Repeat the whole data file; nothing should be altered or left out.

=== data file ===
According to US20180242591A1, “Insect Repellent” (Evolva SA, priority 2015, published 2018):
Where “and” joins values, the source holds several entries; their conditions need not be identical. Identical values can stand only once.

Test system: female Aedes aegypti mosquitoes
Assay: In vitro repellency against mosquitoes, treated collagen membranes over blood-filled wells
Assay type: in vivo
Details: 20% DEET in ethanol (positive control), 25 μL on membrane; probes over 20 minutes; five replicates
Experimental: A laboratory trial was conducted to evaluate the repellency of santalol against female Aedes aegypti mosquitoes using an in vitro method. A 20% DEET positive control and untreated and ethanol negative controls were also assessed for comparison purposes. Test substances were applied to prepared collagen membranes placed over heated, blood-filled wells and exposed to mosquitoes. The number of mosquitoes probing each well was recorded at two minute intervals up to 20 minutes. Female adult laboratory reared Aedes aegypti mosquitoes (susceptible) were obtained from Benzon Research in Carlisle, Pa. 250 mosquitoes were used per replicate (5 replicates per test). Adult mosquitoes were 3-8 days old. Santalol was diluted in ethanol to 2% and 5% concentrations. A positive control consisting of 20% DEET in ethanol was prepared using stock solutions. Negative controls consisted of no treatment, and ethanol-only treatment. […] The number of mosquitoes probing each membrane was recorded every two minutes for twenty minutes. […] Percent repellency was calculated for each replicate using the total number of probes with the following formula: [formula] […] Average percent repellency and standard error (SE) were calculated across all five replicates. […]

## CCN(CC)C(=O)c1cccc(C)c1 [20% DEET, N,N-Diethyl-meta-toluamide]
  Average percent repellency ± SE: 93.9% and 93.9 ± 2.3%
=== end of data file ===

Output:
According to US20180242591A1, “Insect Repellent” (Evolva SA, priority 2015, published 2018):
Where “and” joins values, the source holds several entries; their conditions need not be identical. Identical values can stand only once.

Test system: female Aedes aegypti mosquitoes
Assay: In vitro repellency against mosquitoes, treated collagen membranes over blood-filled wells
Assay type: in vivo
Details: 20% DEET in ethanol (positive control), 25 μL on membrane; probes over 20 minutes; five replicates
Experimental: A laboratory trial was conducted to evaluate the repellency of santalol against female Aedes aegypti mosquitoes using an in vitro method. A 20% DEET positive control and untreated and ethanol negative controls were also assessed for comparison purposes. Test substances were applied to prepared collagen membranes placed over heated, blood-filled wells and exposed to mosquitoes. The number of mosquitoes probing each well was recorded at two minute intervals up to 20 minutes. Female adult laboratory reared Aedes aegypti mosquitoes (susceptible) were obtained from Benzon Research in Carlisle, Pa. 250 mosquitoes were used per replicate (5 replicates per test). Adult mosquitoes were 3-8 days old. Santalol was diluted in ethanol to 2% and 5% concentrations. A positive control consisting of 20% DEET in ethanol was prepared using stock solutions. Negative controls consisted of no treatment, and ethanol-only treatment. […] The number of mosquitoes probing each membrane was recorded every two minutes for twenty minutes. […] Percent repellency was calculated for each replicate using the total number of probes with the following formula: [formula] […] Average percent repellency and standard error (SE) were calculated across all five replicates. […]

## CCN(CC)C(=O)c1cccc(C)c1 [20% DEET, N,N-Diethyl-meta-toluamide]
  Average percent repellency ± SE: 93.9% and 93.9 ± 2.3%